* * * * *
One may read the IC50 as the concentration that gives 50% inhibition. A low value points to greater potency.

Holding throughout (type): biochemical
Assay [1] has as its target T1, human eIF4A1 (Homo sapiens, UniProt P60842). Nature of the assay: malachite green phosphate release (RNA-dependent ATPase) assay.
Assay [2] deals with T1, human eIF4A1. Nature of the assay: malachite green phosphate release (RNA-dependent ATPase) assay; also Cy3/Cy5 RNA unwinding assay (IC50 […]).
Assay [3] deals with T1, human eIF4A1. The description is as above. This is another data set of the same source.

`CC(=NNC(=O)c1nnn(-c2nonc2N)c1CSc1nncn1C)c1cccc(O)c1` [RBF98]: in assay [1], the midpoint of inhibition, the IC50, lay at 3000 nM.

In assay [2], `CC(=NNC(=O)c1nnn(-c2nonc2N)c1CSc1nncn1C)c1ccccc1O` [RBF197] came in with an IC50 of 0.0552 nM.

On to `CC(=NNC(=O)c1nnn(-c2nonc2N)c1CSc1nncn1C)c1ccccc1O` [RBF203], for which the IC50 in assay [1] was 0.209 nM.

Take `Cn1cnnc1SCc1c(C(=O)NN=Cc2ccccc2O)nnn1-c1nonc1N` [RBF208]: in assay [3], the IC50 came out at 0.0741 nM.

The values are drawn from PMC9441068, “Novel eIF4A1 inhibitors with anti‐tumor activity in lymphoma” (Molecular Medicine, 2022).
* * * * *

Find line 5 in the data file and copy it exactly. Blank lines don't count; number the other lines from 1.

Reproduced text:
Assay [3] deals with T1, human eIF4A1. The description is as above. This is another data set of the same source.